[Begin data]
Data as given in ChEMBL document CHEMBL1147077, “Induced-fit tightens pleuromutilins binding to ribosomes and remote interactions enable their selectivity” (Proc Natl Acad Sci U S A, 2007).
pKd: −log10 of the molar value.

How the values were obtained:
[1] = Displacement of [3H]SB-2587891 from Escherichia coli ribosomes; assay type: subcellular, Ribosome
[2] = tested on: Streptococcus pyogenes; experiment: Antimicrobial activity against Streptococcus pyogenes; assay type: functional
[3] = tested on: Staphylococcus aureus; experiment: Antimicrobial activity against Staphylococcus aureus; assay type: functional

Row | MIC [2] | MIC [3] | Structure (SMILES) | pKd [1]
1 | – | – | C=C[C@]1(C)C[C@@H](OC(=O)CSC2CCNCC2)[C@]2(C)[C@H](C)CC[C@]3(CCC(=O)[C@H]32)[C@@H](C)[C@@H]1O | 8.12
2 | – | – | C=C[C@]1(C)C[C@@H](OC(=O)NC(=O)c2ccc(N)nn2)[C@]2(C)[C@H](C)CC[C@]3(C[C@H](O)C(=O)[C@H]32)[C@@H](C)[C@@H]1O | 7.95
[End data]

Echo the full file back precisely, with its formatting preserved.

Data as given in ChEMBL document CHEMBL1147077, “Induced-fit tightens pleuromutilins binding to ribosomes and remote interactions enable their selectivity” (Proc Natl Acad Sci U S A, 2007).
pKd: −log10 of the molar value.

How the values were obtained:
[1] = Displacement of [3H]SB-2587891 from Escherichia coli ribosomes; assay type: subcellular, Ribosome
[2] = tested on: Streptococcus pyogenes; experiment: Antimicrobial activity against Streptococcus pyogenes; assay type: functional
[3] = tested on: Staphylococcus aureus; experiment: Antimicrobial activity against Staphylococcus aureus; assay type: functional

Row | MIC [2] | MIC [3] | Structure (SMILES) | pKd [1]
1 | – | – | C=C[C@]1(C)C[C@@H](OC(=O)CSC2CCNCC2)[C@]2(C)[C@H](C)CC[C@]3(CCC(=O)[C@H]32)[C@@H](C)[C@@H]1O | 8.12
2 | – | – | C=C[C@]1(C)C[C@@H](OC(=O)NC(=O)c2ccc(N)nn2)[C@]2(C)[C@H](C)CC[C@]3(C[C@H](O)C(=O)[C@H]32)[C@@H](C)[C@@H]1O | 7.95